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Former Northport Fire Department Chief John McKenna, a 30-year member of the department, receives the 2016 Fire Service Community Achievement Award during a ceremony at the Northport Fire Department on Monday, June 20, 2016. The award, a statewide honor, is in recognition of activities in community service organizations outside of the recipient's membership in the fire service. Officials said McKenna's acts of service include his involvement in the St. Baldrick's Foundation since 2002; he has assisted in raising more than $5.1 million in donations in Northport alone. "Simply put, John McKenna is a role model for all of us in the volunteer fire service," FASNY president Robert McConville said in a statement.

Credit: Bellmore-Merrick Central High School District

Hadi Aziz, a senior at Sanford H. Calhoun High School in Merrick, with Christine Boyce, the school's director for advanced science research. Aziz, 17, is the first high schooler admitted to work in the Kaelin Lab at the Dana-Farber Cancer Institute, a prestigious research center in Boston.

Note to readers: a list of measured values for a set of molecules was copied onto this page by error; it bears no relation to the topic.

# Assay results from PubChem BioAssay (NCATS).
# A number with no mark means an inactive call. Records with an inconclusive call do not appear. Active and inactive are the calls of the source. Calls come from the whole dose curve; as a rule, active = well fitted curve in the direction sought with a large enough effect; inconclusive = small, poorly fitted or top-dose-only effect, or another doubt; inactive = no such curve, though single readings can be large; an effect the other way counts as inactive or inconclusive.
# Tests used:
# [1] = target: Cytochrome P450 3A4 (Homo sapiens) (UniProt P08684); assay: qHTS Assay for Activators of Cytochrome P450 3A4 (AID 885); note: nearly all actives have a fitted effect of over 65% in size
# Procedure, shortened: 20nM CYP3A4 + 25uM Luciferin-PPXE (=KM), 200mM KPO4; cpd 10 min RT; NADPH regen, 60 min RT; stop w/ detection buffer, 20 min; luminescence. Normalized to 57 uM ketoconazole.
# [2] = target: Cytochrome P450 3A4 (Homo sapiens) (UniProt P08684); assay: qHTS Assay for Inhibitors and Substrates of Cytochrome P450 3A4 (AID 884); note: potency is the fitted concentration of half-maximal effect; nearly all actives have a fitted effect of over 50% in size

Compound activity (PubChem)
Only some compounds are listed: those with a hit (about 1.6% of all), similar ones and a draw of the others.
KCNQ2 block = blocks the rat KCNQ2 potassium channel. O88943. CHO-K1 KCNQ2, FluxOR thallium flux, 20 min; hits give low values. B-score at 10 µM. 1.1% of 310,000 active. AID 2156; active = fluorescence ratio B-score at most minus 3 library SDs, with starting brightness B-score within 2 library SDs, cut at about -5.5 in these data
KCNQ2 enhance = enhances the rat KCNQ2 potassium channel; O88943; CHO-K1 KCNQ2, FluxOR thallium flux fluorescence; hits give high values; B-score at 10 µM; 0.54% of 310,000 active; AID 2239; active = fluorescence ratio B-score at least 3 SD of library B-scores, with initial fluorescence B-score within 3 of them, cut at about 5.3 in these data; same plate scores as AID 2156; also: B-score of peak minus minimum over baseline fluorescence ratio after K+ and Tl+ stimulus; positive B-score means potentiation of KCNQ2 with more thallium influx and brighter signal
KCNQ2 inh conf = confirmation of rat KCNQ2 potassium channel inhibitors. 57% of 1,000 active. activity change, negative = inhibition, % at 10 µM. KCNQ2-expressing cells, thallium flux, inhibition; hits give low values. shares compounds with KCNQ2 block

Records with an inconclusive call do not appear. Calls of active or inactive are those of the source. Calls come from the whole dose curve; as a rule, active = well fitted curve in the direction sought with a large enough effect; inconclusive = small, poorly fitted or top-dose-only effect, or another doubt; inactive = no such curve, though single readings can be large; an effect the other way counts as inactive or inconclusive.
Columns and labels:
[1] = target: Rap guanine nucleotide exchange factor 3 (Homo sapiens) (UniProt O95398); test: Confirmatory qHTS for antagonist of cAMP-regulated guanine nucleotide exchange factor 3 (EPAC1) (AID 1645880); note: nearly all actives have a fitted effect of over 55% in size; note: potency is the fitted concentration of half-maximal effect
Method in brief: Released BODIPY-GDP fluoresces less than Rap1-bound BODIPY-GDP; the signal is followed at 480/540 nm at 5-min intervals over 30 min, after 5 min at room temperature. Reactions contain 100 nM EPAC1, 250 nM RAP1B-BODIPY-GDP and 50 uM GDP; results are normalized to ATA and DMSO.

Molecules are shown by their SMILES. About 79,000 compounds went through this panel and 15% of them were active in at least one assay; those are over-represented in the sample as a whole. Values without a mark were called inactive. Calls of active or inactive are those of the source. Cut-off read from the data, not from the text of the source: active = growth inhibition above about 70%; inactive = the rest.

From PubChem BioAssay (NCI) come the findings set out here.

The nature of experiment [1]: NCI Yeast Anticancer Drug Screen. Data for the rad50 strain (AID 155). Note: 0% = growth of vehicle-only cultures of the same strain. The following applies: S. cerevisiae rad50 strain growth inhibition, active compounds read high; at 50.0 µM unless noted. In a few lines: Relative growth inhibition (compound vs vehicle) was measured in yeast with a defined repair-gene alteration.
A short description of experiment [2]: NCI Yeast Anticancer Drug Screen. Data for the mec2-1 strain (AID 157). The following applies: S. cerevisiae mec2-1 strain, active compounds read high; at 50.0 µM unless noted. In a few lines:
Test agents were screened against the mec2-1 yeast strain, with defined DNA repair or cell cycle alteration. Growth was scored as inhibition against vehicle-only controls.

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Brookhaven Town Councilwoman Jane Bonner and her longtime friend Tom D'Antonio at Brookhaven Town Hall in Farmingville, on June 8, 2016. Bonner recently donated a kidney, his third transplant, to her longtime friend after his failed.

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Genine Plummer is believed to be the first black postmaster of the Brookhaven hamlet post office. Plummer, 55, has been postmaster at the government office along Montauk Highway for almost eight years as of May 2016. Plummer, who oversees three carriers and three window clerks responsible for helping 1,200 customers annually, said mail plays an important role in society, especially in periods of war when American soldiers don't have access to electronics. "It keeps people going," Plummer said.